Repainting Your Home: Know the Signs

Next time you pull into your driveway, take a good look at your home. More specifically, take a good look at the color of your home. Is your paint still vibrant and fresh? Or do you notice little chips and fade spots starting to appear? After all, we love living in the Willamette Valley but the rain can affect a house’s exterior. It’s normal to wonder when to start thinking about repainting your home. Knowing what signs to look for can help determine your need to repaint.

Cracked Caulking Joints

One of the first areas to deteriorate on a house’s exterior is the caulking around the windows and in the joints of the siding. Unfortunately, it can happen fairly quickly, within one or two years of being installed. So many exterior surfaces of a house swell and contract with weather and time and that can be very hard on the caulking.

There is a way to delay deterioration when installing the caulking, but it’s a much more tedious and expensive process than typical latex caulking. It involves a professional contractor getting rid of all the old caulking first. Then we would use a specific primer on the joint, install an industrial polyurethane we normally save for commercial projects, and then prime the brand-new caulking so we can paint over it. It’s definitely a process but it will last much longer.

cracked wood

Swollen and Cracked Wood

Wood can sometimes feel like a living material. It can change form with the weather and climate. Warm and humid climates cause it to swell while cold and dry weather makes it contract. This natural shifting combined with time can affect the paint on top. Because it’s a natural attribute of the material, it’s often unavoidable. The quality of the paint used and the type of stain or sealer can determine the amount of time needed before repainting.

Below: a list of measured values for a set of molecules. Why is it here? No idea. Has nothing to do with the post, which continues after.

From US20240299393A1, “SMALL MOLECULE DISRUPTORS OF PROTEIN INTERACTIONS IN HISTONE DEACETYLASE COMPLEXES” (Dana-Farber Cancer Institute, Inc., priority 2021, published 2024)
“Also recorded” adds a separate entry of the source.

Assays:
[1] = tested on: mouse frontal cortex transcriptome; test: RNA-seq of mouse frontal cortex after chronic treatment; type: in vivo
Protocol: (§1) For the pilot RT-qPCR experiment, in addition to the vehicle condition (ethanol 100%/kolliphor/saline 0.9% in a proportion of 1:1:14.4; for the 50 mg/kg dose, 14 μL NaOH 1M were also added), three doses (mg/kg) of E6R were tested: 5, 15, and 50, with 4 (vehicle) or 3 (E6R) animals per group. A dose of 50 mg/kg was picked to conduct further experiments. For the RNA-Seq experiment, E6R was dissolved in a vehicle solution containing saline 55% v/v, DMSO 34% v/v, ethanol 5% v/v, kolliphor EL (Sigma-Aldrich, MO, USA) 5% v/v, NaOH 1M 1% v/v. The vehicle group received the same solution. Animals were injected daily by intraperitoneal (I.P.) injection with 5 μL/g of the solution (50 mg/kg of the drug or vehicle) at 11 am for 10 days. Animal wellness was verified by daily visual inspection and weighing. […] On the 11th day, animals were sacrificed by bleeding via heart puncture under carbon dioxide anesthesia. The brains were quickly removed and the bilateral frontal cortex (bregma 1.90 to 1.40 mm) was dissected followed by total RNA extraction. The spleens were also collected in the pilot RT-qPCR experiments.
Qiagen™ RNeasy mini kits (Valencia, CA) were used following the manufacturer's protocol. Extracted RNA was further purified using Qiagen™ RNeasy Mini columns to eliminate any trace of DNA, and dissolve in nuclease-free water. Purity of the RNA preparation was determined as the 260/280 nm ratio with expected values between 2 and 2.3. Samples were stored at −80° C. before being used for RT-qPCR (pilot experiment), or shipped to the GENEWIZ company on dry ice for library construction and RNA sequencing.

We often see wood singles fade and crack faster than other areas. This has a lot to do with the type of stain or sealer used on the wood. Unfortunately, clear sealers that maintain that natural look are typically the first ones to go. Semi-transparent stains will tend to last up to three years. The most long-lasting option is a solid colored stain. If you choose a solid colored stain, you lose the natural wood look but it lasts for an extremely long time. It could look just as fresh almost a decade later as it does on day one.

Peeling Paint

This is usually one of the more obvious signs that you need new paint. Peeling paint can be unsightly and negatively affect your curb appeal. You don’t want that. If you notice the paint starting to peel on your home’s exterior, don’t wait for the rest to follow suit. Taking care of it early on can mean a smaller, less expensive project!